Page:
Both Conservative leadership candidates have unleashed policy bonanzas as they take part in a string of hustings to win over Tory party members. Their respective tax plans have faced significant scrutiny as the UK continues to battle through a cost of living crisis, with inflation now at its highest in 40 years. But Antonia Medlicott, personal finance expert at InvestingReviews.co.uk, has said that despite the bitter infighting over who’s tax plans are better, Mr Sunak’s policy for the economy comes out on top.
She told Express.co.uk: “Liz Truss and Rishi Sunak are facing growing calls to ease the tax burden on ordinary workers and businesses, but recently published data on public finances suggests they have less room for maneuver than some might think.”
The coronavirus pandemic has had a substantial impact on the economy and has increased public sector borrowing.
Expressed as a ratio of UK gross domestic product (GDP), borrowing in the financial year ending FYE March 2021 was 14.8 percent, the highest for 75 years.
However, provisional estimates indicate that this ratio has fallen by 8.4 percentage points over the last 12 months, down to 6.4 percent.
Ms Medicott continued: “The cost of public debt is soaring, and against this backdrop Miss Truss’ pledge to hold an emergency tax-cutting budget once elected looks increasingly problematic, even if it is winning the hearts and minds of Tory MPs.”
Ms Truss has pledged to cut taxes but reversing Mr Sunak’s National Insurance hike, saying: “The tax cuts I’m talking about will be delivered on day one because we have an immediate issue that families are struggling with the cost of fuel, with the cost of food.
“That’s why I will reverse the increase in National Insurance. I’ll also have a temporary moratorium on the green energy levy to cut fuel bills.”
But Ms Medicott is not convinced by Ms Truss’s immediate tax plans, claiming the timing of quick cuts could actually worsen the UK’s cost of living crisis.
Ms Medicott continued: “At the heart of this debate over tax-cuts is a question of timing.
“Mr Sunak has accused his rival of ‘fairytale’ economics, pointing out that cutting taxes now only risks fuelling inflation even further, though he has committed himself to tax cuts in the future.”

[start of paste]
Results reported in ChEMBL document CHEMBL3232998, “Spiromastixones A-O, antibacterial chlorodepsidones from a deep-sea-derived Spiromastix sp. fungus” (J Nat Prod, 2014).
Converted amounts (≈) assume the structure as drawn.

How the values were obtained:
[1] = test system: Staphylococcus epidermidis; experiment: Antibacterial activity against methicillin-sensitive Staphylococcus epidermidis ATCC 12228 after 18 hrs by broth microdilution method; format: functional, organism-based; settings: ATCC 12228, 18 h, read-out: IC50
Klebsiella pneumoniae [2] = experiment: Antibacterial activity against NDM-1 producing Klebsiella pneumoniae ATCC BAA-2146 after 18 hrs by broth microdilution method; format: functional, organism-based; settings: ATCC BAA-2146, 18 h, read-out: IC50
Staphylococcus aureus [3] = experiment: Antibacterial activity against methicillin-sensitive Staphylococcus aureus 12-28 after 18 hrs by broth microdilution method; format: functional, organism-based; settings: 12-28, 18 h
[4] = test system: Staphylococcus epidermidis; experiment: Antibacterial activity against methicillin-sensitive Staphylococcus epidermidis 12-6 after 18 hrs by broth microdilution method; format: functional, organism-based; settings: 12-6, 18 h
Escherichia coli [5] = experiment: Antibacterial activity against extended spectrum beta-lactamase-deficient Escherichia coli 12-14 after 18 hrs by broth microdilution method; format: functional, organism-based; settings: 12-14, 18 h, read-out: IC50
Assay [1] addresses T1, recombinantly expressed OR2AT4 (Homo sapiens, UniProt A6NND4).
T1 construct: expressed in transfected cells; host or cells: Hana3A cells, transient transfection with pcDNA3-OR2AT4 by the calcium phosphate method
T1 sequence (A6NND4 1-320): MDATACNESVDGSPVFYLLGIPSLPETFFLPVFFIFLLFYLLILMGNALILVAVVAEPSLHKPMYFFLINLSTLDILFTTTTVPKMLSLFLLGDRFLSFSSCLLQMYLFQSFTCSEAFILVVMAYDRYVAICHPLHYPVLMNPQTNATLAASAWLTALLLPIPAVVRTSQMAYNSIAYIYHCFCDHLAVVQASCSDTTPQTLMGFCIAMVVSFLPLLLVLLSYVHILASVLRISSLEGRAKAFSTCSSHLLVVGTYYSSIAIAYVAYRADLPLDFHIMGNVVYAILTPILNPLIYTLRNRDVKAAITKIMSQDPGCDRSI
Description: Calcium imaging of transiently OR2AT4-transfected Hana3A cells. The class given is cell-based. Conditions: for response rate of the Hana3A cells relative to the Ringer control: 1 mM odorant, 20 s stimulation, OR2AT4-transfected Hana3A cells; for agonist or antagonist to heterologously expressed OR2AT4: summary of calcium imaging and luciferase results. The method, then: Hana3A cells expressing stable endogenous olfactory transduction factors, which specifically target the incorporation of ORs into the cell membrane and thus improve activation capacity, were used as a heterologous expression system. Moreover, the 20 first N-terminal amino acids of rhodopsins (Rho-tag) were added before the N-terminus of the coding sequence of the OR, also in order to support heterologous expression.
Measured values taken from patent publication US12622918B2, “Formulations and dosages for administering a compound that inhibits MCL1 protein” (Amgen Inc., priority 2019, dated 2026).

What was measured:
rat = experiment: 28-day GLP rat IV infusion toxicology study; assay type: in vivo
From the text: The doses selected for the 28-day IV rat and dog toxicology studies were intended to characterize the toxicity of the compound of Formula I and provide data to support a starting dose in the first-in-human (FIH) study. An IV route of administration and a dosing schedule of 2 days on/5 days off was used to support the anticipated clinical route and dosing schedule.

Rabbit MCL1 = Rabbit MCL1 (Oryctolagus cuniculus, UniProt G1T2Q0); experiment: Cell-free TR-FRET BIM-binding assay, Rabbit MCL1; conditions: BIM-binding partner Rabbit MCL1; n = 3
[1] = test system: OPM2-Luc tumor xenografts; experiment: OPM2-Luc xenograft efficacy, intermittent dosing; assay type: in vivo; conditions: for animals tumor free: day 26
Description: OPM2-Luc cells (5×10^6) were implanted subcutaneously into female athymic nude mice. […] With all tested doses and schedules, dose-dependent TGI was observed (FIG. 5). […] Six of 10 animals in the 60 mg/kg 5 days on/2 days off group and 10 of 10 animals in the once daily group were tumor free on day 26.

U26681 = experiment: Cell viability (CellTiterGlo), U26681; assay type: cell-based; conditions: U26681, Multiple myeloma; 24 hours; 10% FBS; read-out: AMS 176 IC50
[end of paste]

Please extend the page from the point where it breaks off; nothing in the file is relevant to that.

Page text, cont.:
Mr Sunak has attempted to shake off his image as the tax-hiking former Chancellor by promising the “biggest income tax cut since Margaret Thatcher’s government” as part of his “radical vision” for the economy.
The former Chancellor has committed to shaving 4p off income tax within seven years.
The move was immediately branded as a “flip-flop” by allies of his opponent after weeks of Mr Sunak’s team labelling her plans for sweeping tax cuts as “comforting fairy tales”.
Mr Sunak’s plan builds on his previously announced 1p cut to income tax in April 2024.
Cutting the basic rate from 20p in the pound to 16p would amount to a 20 percent tax reduction, the largest cut to income tax in 30 years.
He said: “We’ll do that responsibly over time, continuing to reduce our borrowing, and we’ll do it by growing the economy, taking advantage of our Brexit freedoms and getting our businesses to invest more and innovate more through the tax reforms that I am going to put in place.”
But Mr Sunak has said this won’t become reality until the current sky-high inflation rate has been brought under control.
Ms Meditcott said the former Chancellor “has it right” when it comes to his tax plans.
She told Express.co.uk: “While low taxes should of course be a central plank of any Conservative manifesto, in the current environment fixing public finances and taming inflation must come first.”